Allegations that the Labour Party under Jeremy Corbyn suddenly became antisemitic are not, of course, new. They began almost as soon as Corbyn shocked the Establishment – in and out of the party – by his landslide first leadership election victory in 2015.
In 2016, the Commons Home Affairs Committee (CHAC) convened to investigate and report on the claims.
The investigating MPs on the committee were all opponents of Jeremy Corbyn – six Tories, one SNP and two ‘centrist’ Labour MPs, of whom one had called on Corbyn to resign a couple of months earlier and the other had resigned from the front bench as soon as Corbyn became leader, rather than serve the party under him:
Those MPs had no incentive to find Labour blameless. At least some of them positively wanted to find Labour guilty of an ‘antisemitism problem’ – and went to the media afterwards to try to ‘spin’ the committee’s findings against the party.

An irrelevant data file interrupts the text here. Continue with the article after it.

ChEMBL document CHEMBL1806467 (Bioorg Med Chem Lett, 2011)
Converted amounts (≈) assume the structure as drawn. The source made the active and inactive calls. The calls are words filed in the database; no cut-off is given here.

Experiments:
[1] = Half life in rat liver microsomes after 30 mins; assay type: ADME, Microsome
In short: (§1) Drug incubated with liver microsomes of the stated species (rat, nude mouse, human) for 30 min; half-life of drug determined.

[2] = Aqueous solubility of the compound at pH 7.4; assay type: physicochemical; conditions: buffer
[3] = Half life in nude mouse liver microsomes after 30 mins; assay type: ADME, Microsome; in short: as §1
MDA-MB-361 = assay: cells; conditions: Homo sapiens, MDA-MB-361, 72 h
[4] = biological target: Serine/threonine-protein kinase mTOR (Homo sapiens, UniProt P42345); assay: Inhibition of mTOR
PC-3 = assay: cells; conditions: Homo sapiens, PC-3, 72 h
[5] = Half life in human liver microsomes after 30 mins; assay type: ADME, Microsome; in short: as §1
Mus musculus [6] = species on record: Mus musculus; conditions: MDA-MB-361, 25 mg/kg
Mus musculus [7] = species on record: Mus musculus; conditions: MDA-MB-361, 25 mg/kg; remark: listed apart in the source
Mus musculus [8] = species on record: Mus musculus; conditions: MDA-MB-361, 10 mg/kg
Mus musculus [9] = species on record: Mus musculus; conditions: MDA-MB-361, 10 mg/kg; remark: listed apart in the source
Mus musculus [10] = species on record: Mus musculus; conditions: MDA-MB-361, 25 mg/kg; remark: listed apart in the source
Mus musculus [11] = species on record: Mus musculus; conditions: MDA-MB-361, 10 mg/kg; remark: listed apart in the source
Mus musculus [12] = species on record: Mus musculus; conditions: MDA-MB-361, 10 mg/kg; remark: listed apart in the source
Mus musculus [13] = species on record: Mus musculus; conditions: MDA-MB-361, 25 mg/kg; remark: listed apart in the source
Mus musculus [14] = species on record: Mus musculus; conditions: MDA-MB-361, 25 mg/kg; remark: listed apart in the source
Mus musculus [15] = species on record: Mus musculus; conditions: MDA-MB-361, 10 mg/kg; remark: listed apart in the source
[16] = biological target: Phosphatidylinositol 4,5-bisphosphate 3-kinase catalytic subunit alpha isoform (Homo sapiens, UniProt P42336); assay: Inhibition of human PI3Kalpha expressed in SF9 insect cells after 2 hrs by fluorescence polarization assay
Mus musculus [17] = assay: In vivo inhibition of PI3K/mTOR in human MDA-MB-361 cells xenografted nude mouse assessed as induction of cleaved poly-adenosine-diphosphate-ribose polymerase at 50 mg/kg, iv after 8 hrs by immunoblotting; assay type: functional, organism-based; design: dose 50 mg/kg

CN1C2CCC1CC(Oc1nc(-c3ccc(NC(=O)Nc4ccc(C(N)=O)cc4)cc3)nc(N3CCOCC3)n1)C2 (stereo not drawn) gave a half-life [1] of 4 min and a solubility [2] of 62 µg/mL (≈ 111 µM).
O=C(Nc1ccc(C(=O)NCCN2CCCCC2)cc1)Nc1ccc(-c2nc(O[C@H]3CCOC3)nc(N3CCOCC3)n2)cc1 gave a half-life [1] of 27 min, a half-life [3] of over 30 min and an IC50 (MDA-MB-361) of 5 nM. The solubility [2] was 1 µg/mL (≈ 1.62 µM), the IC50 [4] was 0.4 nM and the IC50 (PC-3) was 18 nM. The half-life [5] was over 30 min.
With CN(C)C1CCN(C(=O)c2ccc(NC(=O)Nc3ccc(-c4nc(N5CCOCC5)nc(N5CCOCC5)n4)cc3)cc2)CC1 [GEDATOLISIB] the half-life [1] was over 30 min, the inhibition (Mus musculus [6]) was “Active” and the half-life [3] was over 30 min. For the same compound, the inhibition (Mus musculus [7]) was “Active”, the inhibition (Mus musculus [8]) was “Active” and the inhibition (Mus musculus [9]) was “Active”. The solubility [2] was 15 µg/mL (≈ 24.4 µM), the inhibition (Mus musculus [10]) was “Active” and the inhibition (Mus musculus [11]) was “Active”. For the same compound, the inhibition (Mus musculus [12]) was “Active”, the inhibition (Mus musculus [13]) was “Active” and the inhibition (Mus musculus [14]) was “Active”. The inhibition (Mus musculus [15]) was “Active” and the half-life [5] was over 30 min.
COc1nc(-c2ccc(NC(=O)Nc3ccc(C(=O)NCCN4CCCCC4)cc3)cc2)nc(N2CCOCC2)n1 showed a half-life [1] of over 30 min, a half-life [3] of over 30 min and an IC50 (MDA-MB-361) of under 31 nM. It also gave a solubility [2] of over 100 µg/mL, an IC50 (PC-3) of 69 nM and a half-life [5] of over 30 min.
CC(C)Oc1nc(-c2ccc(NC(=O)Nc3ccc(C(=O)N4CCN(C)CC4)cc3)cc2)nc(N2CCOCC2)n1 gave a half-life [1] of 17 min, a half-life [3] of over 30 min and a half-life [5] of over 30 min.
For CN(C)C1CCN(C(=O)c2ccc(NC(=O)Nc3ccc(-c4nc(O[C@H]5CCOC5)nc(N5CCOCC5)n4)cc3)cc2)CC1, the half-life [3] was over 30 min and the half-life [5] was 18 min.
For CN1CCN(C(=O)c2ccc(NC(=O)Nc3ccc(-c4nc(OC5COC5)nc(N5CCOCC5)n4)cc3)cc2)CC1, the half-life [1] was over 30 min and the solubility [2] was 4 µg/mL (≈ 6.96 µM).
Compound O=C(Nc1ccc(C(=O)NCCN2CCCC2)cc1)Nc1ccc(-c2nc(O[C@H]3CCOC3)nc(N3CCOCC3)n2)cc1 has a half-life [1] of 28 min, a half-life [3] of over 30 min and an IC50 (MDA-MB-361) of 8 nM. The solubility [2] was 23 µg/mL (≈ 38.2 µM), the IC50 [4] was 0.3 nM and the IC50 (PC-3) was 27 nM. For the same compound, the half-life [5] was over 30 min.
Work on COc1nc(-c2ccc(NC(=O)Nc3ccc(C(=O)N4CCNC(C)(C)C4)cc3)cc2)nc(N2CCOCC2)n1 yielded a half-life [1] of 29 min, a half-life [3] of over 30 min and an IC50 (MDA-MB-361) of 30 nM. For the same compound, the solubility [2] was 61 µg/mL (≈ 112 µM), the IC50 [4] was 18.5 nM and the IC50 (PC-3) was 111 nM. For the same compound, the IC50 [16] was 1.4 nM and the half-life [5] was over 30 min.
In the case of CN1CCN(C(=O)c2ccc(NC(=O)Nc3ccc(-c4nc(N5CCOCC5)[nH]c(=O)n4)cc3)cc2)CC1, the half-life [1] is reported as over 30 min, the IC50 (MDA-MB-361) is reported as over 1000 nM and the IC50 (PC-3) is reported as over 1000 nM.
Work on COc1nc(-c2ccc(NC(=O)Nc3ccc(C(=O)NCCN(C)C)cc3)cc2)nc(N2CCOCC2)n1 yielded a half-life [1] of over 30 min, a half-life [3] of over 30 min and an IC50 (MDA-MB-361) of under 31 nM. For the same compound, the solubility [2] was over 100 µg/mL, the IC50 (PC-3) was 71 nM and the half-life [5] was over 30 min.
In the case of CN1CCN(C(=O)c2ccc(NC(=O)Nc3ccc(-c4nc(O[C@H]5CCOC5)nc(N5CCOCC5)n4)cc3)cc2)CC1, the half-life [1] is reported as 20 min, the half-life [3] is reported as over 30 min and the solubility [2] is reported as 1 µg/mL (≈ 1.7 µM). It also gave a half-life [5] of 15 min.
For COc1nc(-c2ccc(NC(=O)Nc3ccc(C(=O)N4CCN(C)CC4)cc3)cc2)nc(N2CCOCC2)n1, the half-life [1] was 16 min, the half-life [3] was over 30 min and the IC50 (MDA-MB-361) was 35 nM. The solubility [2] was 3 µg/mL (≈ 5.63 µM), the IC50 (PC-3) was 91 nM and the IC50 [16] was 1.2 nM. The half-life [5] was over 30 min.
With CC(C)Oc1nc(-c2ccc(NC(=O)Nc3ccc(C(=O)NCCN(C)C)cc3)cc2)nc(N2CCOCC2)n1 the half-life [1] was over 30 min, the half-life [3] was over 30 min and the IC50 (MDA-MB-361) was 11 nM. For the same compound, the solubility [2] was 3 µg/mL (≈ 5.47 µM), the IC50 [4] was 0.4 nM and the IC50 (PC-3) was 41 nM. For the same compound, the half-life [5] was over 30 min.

But in their official report – the formal record of their findings that they could be held accountable for in future – this was their conclusion:
Despite significant press and public attention on the Labour Party, and a number of revelations regarding inappropriate social media content, there exists no reliable, empirical evidence to support the notion that there is a higher prevalence of antisemitic attitudes within the Labour Party than any other political party.
Six Tories, one SNP, two Labour MPs with close connections to Israel – and they had to conclude that there was no evidence of a Labour ‘antisemitism problem’.
Of course, Labour has people with antisemitic attitudes among its members. Society has such people and Labour draws its members from it.
But no evidence that there is a ‘higher prevalence’.
In fact, there is significant evidence that Labour has less – the Campaign against Antisemitism (CAA) recently found that forty percent of Tory members hold antisemitic attitudes, much higher than Labour.
Yet the CAA is one of the groups now calling for protests against the Labour Party – not against the Tories.
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